some articles on this web can help you. You will overcome it soon, don’t worry!

  • Elle

    Ahhh…I understand. My boyfriend of two years just left me 3 months ago, I felt like you did.  But it gets better…trust me.  Read the articles on here, they helped me a lot :) You will be fine!!

  • Shiul Yana

    Awesome written!
    I had this fear of losin my dad since he passed away recently.
    I made me stuck for some times til I realized that I hv to push myself out of my comfort zone, where I was hiding behind the world.
    I’m still trying my best now thus I believe only the best meant to be in our each life, so if there’s any loss we had there must be a good reason behind it.
    I’m ready to move beyond my fear and thank u for this nice blog :)

  • http://www.facebook.com/profile.php?id=100000638362807 Julie Lombardo

    i’m afraid i will never know what it is i genuinely want… that my dreams will never find me. 

  • ggn

    Thank you, I woke up today without any pain and I freaked out. I thought, it couldn’t be that I’m already okay that our relationship is over, it’s only been five days. I realized that I’m the one hindering my moving on. I was upset at myself over it. I hope that I’m able to do it because he and I need this very much. 

  • virgomoon

    I so needed to read this today! This is me!

  • ggn

    This is fueling my desire to move on so much more now, I just hope he forgives me too, I’ll learn to forgive him, I just hope I stop loving him sometime soon because then it’ll truly never be over. 

  • Test

    Any particular articles you would recommend?

  • ibeasinger

    Wow!! Talk about timing!! I just feel like I must not be doing it right because it hurts so bad! I tried walking away once  and got drawn back in by the “pressure” of being the dumpee instead of the dumper. Well, I’ve been dumped again (silence is as painful a way of dumping someone that I’ve experienced!) and as much as I want to see it as a blessing .. it really, really hurts! And I don’t know what hurts more .. losing him physically (apparently he was already gone mentally if he could walk away the second time and in silence yet again!) or the loss of all that I had hoped it would be and suspect that won’t ever be a part of my life .. love, companionship, etc.  I’ll keep rereading and rereading this!! Thank you!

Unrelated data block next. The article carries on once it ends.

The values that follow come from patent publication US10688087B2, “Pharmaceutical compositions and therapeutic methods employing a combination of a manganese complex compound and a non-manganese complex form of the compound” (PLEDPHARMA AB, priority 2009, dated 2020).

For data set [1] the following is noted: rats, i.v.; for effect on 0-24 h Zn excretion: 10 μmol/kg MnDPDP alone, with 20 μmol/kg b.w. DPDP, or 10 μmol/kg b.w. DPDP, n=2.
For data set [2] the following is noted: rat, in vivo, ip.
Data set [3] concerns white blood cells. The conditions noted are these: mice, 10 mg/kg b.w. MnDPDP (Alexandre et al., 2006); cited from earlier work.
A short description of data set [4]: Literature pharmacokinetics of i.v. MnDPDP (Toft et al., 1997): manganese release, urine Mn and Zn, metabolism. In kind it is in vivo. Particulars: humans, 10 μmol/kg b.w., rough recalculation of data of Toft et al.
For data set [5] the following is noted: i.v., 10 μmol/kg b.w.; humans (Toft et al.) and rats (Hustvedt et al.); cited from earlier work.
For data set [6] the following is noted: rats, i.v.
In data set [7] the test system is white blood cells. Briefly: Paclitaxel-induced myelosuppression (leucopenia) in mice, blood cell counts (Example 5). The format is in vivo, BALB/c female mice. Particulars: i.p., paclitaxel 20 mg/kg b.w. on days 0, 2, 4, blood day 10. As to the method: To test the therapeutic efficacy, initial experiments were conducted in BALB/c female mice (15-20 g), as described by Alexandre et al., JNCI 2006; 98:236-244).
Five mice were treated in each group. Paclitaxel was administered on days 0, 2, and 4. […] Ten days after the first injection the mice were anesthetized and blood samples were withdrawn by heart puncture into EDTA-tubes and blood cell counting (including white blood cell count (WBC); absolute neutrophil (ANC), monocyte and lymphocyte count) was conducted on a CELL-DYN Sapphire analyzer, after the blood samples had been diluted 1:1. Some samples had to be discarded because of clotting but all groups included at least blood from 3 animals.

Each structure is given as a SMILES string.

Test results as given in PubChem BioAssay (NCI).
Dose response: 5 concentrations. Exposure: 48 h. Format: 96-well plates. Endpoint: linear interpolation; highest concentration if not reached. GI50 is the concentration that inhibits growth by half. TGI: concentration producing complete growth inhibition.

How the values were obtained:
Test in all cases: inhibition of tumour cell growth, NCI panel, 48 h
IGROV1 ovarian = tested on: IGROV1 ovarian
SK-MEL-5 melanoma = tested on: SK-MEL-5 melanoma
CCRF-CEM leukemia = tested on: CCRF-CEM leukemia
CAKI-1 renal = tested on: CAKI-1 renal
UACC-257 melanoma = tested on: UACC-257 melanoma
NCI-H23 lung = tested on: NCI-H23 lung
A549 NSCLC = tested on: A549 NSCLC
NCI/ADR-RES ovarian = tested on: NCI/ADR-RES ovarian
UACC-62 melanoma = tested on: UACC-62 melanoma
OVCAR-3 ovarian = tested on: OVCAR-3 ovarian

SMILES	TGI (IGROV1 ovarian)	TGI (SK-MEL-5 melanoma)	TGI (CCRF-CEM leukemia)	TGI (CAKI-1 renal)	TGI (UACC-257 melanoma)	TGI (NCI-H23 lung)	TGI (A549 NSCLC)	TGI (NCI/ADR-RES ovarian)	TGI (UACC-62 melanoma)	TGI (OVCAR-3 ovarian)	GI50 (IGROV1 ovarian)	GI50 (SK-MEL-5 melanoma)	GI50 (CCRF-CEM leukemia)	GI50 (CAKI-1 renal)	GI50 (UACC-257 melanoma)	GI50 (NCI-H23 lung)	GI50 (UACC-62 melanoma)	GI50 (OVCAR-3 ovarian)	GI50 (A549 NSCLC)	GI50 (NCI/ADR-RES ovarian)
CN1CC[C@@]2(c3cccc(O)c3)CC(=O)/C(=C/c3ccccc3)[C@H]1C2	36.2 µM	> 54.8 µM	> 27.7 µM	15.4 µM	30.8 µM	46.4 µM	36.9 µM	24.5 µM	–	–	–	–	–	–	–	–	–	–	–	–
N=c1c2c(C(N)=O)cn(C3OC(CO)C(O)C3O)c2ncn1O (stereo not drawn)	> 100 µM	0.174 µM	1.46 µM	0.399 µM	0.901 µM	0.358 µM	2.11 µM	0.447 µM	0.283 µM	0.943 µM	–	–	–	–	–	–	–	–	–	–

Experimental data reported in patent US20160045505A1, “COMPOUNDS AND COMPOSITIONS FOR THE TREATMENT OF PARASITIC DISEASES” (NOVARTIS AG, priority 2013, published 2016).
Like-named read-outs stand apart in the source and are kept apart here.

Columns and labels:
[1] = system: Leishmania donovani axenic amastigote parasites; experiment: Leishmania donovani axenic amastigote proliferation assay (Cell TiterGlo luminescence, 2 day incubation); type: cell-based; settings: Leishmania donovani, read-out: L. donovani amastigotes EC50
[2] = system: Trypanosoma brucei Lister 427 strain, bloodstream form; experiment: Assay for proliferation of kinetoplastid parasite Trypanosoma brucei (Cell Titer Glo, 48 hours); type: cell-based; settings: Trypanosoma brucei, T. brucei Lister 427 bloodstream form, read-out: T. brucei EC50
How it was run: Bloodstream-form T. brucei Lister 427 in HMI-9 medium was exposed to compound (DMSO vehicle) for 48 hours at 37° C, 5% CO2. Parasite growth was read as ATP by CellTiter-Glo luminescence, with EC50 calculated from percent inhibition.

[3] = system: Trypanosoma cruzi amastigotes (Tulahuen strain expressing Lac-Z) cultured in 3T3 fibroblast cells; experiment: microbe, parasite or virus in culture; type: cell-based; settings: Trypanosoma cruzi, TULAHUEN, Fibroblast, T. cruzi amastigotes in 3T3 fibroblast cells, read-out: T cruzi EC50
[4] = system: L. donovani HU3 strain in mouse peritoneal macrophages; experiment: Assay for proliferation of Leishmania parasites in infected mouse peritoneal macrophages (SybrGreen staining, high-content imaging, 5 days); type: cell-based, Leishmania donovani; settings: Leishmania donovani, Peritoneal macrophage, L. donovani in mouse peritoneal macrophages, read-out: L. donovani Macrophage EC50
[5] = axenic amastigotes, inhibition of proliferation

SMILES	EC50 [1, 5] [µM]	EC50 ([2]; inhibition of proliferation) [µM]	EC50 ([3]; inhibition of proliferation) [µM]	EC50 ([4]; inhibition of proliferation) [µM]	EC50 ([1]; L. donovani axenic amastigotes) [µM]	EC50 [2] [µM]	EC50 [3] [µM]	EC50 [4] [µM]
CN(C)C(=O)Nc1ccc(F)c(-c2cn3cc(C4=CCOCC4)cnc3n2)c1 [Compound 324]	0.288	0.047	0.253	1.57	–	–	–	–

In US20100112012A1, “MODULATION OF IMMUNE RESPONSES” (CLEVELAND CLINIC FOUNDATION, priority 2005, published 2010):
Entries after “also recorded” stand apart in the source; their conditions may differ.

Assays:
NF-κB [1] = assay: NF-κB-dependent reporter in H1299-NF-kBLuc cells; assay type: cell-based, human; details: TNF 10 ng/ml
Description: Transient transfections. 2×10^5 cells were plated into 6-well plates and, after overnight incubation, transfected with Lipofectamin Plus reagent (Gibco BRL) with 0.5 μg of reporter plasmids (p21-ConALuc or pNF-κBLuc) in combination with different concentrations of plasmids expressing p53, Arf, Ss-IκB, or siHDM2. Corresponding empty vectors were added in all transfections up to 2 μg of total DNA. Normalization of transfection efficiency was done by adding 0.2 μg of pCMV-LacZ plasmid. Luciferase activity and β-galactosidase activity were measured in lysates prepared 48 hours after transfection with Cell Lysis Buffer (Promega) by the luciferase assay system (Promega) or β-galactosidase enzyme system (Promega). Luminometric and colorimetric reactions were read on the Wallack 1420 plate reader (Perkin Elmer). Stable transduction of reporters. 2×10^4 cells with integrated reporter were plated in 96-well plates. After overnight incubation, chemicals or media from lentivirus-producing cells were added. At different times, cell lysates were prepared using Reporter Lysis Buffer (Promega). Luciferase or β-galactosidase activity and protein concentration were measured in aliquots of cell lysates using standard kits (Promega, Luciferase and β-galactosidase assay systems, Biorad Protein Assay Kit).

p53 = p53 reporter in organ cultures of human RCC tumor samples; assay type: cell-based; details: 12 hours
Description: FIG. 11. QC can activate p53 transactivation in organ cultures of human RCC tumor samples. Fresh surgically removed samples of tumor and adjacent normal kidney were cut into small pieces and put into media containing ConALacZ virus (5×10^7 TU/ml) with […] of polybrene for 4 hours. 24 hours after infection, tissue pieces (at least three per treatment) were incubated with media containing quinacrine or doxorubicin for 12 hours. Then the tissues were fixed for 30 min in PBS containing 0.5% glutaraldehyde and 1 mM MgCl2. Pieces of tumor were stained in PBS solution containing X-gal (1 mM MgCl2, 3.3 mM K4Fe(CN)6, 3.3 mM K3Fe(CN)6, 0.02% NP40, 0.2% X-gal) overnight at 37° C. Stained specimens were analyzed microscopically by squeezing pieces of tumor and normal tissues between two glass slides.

• Sugarpencil

    I can relate. Held off leaving job for six years due to finance worries. Now have no money coming in but doing PhD in a subject I love. And I trust in myself that opportunities will arise.

  • ana

    Dear Lor, thank you so much for this post – so much needed today! thank you for your wisdom and for sharing it!
     

  • http://optimalternative.com/ Mark B Hoover

    Again, Lori, your insight evokes Anais Nin’s “And the day came when the risk to remain tight in a bud was more painful than the risk it took to blossom.”

    Too often fear blocks us from moving forward, comfortable in our pocket of predictability. Yet, as you say, the anticipated discomfort “…can severely limit our potential for growth, happiness, and fulfillment.” All too often we associate change with loss, and loss with pain. Yet there is no change without “growing pains”. If it comes too easily maybe it’s not enough a challenge to elicit our best.

     “Life begins at the end of your comfort zone.” says Neale Donald Walsh. I believe in that. Time to start tearing down to rebuild. Ouch.

    ~ Mark

  • http://www.madlabpost.com/ Nicole/TheMadlabPost